University Hospital in Newark, the state’s only public hospital, needs a transformational leader, new vision and management team focused on quality improvement and safety, according to a report by veteran health care executive Judith M. Persichilli.
In the five years since University Hospital separated from the former University of Medicine and Dentistry (UMDNJ), the hospital “has not leveraged its unique position to focus on developing a culture of high performance,’’ according to Persichilli’s report.
Persichilli was appointed by Health Commissioner Dr. Shereef Elnahal in July to review expenditures and assess the level of care provided at the 467-bed hospital. An executive order signed by Governor Phil Murphy directed the appointment of a monitor after the hospital received a failing grade on quality of care from the Leapfrog Group, had its bond rating downgraded four notches due to financial difficulties, and attempted to reduce the number of pediatric beds without state approval.
**Five overarching themes are outlined in the 30-page report to explain the hospital’s performance issues:**
Need for a transformational leader focused on creating a vision and building teams to execute the changes necessary to be a high-performance organization
Absence of a strategic plan as a foundation for a shared vision and alignment on critical goals and objectives
An organizational culture not focused on a relentless pursuit of excellence
Board oversight not focused on holding leadership accountable for underperformance
Inconsistent leadership due to turnover resulting in a lack of alignment on strategy and performance objectives
**Among other recommendations/findings:**
Develop a strategic plan and medical staff development plan
Make the hospital’s board representative of the community
Hospital board must hold the CEO and executive team accountable for quality/safety outcomes
Recommit to the Community Oversight Board and solicit its input on significant issues/actions under consideration such as changes in services/staffing
Hospital executive and management team needs to embrace a benchmarking system as a management tool to maintain and enhance staffing and productivity levels
Engage Emergency Department (ED) consulting specialists to do a complete review of the Emergency Room (ER)
Consider opening an urgent care center on site to relieve ER overcrowding.
The ED is crowded with 80,000 visits annually, in addition to 3,000 patients treated in the Level 1 Trauma unit of the ED.
Develop community engagement activities that support the hospital’s mission in Newark and provide a forum for partnership with the city.
If regulatory compliance and financial and quality performance does not improve, consider placing a full-time Department of Health representative at the hospital.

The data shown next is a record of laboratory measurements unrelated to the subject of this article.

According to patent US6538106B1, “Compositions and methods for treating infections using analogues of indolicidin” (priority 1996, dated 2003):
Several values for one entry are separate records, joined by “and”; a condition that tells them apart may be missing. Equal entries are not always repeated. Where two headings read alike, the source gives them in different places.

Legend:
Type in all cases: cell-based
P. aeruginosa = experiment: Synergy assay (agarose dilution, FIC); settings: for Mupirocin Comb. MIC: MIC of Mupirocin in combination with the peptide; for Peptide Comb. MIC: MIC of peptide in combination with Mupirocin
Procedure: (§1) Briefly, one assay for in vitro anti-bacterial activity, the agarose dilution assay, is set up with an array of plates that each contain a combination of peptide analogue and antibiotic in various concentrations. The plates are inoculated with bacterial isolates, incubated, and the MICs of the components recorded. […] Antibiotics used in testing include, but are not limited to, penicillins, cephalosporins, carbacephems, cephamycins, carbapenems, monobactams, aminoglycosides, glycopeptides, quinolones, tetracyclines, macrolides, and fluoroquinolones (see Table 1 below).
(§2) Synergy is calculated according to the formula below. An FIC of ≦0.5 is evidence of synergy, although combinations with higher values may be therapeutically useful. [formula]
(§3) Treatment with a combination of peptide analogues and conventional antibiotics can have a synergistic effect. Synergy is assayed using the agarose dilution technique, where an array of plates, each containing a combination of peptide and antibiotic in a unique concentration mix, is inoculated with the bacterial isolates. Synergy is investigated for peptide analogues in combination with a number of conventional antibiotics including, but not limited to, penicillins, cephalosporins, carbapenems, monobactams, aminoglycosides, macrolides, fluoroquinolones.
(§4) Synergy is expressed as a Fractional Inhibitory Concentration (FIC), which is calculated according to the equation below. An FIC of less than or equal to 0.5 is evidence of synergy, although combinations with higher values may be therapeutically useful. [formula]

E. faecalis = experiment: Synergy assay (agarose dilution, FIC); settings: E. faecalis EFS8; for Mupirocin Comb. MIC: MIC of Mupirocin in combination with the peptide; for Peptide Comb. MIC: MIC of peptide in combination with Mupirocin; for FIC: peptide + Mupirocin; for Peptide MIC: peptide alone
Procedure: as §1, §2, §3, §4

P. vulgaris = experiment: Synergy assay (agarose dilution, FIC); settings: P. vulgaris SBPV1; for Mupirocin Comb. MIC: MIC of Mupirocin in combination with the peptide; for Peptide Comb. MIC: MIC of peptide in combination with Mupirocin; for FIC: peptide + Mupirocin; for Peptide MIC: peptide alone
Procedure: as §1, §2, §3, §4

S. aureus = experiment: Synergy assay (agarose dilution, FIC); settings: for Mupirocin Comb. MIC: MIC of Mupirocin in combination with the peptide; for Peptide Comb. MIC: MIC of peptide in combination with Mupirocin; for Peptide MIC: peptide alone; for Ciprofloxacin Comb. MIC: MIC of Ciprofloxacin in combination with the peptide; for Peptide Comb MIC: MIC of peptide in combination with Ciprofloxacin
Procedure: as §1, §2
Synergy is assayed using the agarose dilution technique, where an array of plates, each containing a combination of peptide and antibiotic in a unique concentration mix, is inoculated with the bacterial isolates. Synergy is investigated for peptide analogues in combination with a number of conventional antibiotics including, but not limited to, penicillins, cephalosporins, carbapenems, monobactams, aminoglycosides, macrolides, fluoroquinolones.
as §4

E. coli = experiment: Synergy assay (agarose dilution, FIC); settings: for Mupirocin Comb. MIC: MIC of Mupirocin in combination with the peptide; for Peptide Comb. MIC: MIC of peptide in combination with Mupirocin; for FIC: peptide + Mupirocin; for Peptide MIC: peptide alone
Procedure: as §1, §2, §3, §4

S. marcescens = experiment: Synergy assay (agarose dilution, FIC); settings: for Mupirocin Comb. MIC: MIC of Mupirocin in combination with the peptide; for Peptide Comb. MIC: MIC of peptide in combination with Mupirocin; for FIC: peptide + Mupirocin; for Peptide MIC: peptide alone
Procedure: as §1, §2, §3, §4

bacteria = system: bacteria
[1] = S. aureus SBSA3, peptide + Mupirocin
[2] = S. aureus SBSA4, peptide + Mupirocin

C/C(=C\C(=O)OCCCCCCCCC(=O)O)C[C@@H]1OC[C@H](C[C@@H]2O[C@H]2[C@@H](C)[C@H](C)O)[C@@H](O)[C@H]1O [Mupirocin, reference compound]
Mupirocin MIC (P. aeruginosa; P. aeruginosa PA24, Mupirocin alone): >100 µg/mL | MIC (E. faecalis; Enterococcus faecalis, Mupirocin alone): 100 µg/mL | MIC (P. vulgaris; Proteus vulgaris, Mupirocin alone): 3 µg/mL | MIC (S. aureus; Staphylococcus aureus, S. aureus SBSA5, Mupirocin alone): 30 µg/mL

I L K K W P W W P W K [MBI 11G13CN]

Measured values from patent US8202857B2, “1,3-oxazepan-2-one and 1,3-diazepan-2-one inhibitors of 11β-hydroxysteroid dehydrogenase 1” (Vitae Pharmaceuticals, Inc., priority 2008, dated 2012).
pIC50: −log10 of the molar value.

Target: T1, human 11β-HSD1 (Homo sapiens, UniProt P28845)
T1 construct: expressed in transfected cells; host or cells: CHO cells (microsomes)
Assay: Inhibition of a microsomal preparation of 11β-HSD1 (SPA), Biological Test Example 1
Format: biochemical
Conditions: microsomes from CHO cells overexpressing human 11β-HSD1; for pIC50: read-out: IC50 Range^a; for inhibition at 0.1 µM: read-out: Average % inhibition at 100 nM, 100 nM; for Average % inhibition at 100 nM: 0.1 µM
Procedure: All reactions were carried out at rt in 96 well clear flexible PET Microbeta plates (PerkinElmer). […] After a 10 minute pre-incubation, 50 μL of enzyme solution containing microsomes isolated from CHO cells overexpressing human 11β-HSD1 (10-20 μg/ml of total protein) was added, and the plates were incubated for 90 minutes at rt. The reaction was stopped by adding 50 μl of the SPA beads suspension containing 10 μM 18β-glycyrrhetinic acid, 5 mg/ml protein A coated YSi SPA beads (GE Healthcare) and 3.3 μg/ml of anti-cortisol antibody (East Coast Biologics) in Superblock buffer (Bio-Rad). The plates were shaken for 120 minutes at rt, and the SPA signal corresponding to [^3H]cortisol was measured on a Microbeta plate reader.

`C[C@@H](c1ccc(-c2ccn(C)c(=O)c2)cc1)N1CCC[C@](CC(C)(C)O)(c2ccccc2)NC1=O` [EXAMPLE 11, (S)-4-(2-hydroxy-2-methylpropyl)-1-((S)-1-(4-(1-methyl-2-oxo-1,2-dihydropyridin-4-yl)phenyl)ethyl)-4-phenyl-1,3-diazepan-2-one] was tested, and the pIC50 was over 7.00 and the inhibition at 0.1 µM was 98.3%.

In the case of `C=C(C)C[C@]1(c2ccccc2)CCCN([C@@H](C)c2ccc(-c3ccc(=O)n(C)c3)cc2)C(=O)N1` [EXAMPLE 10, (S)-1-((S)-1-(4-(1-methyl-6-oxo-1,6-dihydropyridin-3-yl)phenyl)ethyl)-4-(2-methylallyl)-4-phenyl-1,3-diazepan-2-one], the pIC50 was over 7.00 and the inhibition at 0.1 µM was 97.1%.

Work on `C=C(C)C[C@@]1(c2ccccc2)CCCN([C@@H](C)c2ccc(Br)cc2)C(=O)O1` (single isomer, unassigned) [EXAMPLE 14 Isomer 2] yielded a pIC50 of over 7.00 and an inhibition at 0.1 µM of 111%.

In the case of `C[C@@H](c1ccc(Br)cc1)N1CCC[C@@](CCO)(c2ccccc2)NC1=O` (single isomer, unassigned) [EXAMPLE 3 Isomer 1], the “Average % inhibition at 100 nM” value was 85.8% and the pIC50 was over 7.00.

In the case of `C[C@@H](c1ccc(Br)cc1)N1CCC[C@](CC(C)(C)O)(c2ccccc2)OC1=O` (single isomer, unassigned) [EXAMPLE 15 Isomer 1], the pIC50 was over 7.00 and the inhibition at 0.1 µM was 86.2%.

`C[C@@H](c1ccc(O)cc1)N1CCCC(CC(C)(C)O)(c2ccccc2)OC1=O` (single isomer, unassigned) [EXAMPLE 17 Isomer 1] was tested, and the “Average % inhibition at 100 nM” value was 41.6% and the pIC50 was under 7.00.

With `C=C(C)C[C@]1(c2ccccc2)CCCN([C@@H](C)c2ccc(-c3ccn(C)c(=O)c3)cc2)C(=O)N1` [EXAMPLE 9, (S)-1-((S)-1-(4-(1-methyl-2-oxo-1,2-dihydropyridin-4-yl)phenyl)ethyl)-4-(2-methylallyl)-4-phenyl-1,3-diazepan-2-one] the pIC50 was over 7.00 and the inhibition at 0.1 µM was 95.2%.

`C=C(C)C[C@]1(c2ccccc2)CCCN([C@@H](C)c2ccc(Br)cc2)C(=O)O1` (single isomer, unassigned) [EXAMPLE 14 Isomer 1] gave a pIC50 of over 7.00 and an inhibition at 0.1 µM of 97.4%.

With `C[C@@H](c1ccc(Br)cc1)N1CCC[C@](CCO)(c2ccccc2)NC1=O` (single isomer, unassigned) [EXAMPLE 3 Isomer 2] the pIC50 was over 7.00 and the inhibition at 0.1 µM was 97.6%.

The monitor’s report was released just days after University Hospital President and CEO John N. Kastanis announced his departure, effective Dec. 14, 2018.
“I want to see the state’s only public hospital succeed for the patients who need care, for the broader community in Newark and for the frontline clinicians and employees who strive to provide the highest quality care every day,” Commissioner Elnahal said.
While conducting interviews for the assessment, Persichilli said she met “many Board members, medical staff, executive team members, stakeholders and employees of University Hospital who are dedicated to the mission and embrace the trust invested in them to care for the most vulnerable of the community with the highest possible standards.
It appears that the front-line caregivers and employees are using techniques and processes to improve care at all levels.”
She also said it is imperative that University Hospital “improve quality outcomes and finances to position itself to be a worthy partner with the community and other organizations such as Newark Beth Israel Medical Center.”
The monitor’s assessment is based on interviews with members of the board, executive management and key directors, and reviews of financial management, benchmarking data, quality processes, meeting minutes, community engagement and employee engagement surveys.
The report notes University Hospital is “an indispensable asset to the vulnerable populations of Newark and the surrounding community,” serving 17,000 inpatients and 250,000 outpatients in its campus-based clinics each year, according to the report.
It employs 3,300 staff and has a $670 million budget. Two-thirds of its patient revenues are Medicaid, charity care or self-pay, giving it the lowest percentage of commercially insured patients in the state. It is a Level 1 Trauma Center and is one of only two hospitals in the state performing liver transplants.
The hospital receives more than $150 million a year from the state for charity care, Graduate Medical Education, mental health and reimbursement for employee pension expenses and fringe benefits.